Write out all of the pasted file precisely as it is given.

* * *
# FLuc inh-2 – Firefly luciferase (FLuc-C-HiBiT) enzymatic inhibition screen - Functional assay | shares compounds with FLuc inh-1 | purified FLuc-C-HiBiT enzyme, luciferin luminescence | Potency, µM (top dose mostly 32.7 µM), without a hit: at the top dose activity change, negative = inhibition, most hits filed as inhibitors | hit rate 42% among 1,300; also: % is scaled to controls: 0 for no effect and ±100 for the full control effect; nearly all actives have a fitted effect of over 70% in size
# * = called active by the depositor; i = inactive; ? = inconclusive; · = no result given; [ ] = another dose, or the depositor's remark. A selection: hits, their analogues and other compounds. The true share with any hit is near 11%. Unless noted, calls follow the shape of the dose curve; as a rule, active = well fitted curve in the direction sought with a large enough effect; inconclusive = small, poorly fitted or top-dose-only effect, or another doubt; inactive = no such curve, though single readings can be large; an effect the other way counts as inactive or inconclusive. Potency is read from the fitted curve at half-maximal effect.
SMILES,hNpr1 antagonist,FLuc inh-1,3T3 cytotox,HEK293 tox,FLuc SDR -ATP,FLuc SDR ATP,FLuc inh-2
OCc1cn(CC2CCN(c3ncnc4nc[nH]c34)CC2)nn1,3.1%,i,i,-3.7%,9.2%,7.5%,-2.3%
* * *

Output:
# FLuc inh-2 – Firefly luciferase (FLuc-C-HiBiT) enzymatic inhibition screen - Functional assay | shares compounds with FLuc inh-1 | purified FLuc-C-HiBiT enzyme, luciferin luminescence | Potency, µM (top dose mostly 32.7 µM), without a hit: at the top dose activity change, negative = inhibition, most hits filed as inhibitors | hit rate 42% among 1,300; also: % is scaled to controls: 0 for no effect and ±100 for the full control effect; nearly all actives have a fitted effect of over 70% in size
# * = called active by the depositor; i = inactive; ? = inconclusive; · = no result given; [ ] = another dose, or the depositor's remark. A selection: hits, their analogues and other compounds. The true share with any hit is near 11%. Unless noted, calls follow the shape of the dose curve; as a rule, active = well fitted curve in the direction sought with a large enough effect; inconclusive = small, poorly fitted or top-dose-only effect, or another doubt; inactive = no such curve, though single readings can be large; an effect the other way counts as inactive or inconclusive. Potency is read from the fitted curve at half-maximal effect.
SMILES,hNpr1 antagonist,FLuc inh-1,3T3 cytotox,HEK293 tox,FLuc SDR -ATP,FLuc SDR ATP,FLuc inh-2
OCc1cn(CC2CCN(c3ncnc4nc[nH]c34)CC2)nn1,3.1%,i,i,-3.7%,9.2%,7.5%,-2.3%